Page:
|Wind turbines under construction in the three CBI-certified projects in Quảng Trị Province. The projects were expected to generate 422 GWh of electricity per year and avoid over 160,000 tonnes of CO2 emissions annually. Photo ADB.org|
HÀ NỘI — Việt Nam needs substantial investments to meet the country’s goal of net-zero emissions by 2050, but gathering sufficient financial resources for renewable transition is not an easy task.
The recent Power Development Plan 8 (PDP8) estimates an annual financial need of around US$11 billion for power projects between 2021 and 2030, much of which are allocated for renewables.
Meanwhile, most renewable energy projects in the country have been developed by domestic companies. Specifically, Mekong Infrastructure Tracker (MIT) shows that 58 per cent of the projects were developed solely by Vietnamese companies, 27 per cent jointly by Vietnamese companies and their international partners, and just 12 per cent otherwise.
That means the initial costs of renewable transition have fallen largely to domestic companies, which are believed to have inadequate financial capacity to meet future investment needs. Net-zero goals, thus, could become unachievable unless the country unlocks more international funding and bolsters green finance.
Regarding international funding, MIT’s data suggest that most foreign companies involved in renewable energy projects in Việt Nam come from other Asian countries, including Thailand, Japan and the Philippines.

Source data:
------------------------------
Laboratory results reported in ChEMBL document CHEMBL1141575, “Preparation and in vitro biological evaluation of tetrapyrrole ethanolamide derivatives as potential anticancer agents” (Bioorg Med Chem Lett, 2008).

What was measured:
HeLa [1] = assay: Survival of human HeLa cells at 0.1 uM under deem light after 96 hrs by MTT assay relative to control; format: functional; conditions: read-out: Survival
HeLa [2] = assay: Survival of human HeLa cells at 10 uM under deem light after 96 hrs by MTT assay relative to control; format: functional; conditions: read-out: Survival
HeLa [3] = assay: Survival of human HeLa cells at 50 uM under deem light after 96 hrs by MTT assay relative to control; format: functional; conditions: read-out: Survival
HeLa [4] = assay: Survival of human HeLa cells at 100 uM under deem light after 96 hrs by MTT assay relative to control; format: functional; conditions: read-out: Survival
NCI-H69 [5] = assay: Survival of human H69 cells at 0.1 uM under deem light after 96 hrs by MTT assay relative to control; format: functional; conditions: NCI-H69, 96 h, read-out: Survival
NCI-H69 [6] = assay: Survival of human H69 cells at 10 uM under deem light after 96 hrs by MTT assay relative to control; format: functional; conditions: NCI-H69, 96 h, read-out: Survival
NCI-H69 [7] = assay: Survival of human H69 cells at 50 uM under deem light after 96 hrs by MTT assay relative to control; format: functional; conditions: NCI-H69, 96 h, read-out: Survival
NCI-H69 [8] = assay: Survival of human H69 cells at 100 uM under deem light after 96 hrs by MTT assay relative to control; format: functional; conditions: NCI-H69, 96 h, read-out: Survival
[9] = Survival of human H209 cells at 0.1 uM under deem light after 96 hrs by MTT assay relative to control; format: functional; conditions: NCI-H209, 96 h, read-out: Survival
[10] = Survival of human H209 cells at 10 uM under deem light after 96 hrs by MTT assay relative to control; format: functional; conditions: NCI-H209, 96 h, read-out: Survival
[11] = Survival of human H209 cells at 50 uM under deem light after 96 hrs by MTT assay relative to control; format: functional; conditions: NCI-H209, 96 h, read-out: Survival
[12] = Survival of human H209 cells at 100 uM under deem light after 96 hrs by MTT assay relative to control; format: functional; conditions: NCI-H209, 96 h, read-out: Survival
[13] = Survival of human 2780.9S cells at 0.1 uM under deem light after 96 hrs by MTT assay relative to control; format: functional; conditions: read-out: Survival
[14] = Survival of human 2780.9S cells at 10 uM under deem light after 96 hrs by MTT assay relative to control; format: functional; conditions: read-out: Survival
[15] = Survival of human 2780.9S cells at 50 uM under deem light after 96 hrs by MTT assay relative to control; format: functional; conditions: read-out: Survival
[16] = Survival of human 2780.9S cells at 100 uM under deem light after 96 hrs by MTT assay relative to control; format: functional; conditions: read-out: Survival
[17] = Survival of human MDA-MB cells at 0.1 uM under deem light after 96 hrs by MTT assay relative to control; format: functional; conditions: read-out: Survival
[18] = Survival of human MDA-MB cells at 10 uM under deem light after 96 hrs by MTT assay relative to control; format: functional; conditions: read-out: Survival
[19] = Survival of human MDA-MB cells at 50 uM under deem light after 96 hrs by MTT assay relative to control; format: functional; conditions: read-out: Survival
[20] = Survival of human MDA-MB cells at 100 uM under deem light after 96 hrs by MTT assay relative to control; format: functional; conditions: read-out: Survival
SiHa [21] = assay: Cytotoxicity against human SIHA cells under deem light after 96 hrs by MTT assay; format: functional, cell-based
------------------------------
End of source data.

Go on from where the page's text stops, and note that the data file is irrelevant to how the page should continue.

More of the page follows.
Notably, Thai company B.Grimm Power issued $242.7 million of debentures in 2021 to fund two solar farm projects in Phú Yên and Tây Ninh provinces. The two projects have a combined capacity of 677MW and were allocated 87 per cent of the proceeds.
The Japan International Cooperation Agency (JICA) signed a facility agreement the same year to provide $25 million for an onshore wind farm in Quảng Trị Province. The project was the first JICA-financed wind power project in Việt Nam with a capacity 144MW.
The Philippines' Ayala Corp. followed suit in February by securing 49 per cent ownership of Solar NT, a unit of Thai Super Energy Corp. in Việt Nam. The acquision allows Ayala to take hold of nine solar power plants in the country with a total capacity of 837MW.
It is also worth noting that China is largely absent as a project initiator or financier in Việt Nam despite Chinese companies’ growing presence in neighbouring Cambodia and Laos. In contrast, the US has begun to become more involved in Vietnamese clean energy projects thanks to its commitments to promote renewable transition.
One of such commitments materialised in June as the US Agency for International Development kicked off the Low Emission Energy Programme II worth $36 billion to promote the use of clean energy in Việt Nam.
The above-mentioned figures indicate ample room for capital development. To unlock more international funding, a report jointly prepared by Stimson Center and the International Union for Conservation of Nature suggests Việt Nam address four regulatory obstacles.
First, the Vietnam Electricity (EVN)’s standard Power Purchase Agreements (PPA) for solar projects allocates too much risk to project developers. The corporation can curtail purchases at any moment for an indefinite period of time. The absence of a purchase guarantee is at odds with global practices and discourages many foreign investors.
Second, Việt Nam has offered a competitive Feed-in Tariff (FIT) for solar energy projects since 2017 but the FIT was adjusted numerous times, giving developers too little time to qualify for the new FIT. Additionally, there were sometimes long gaps without an official FIT, creating uncertainty over which FIT would apply when a project comes into operation.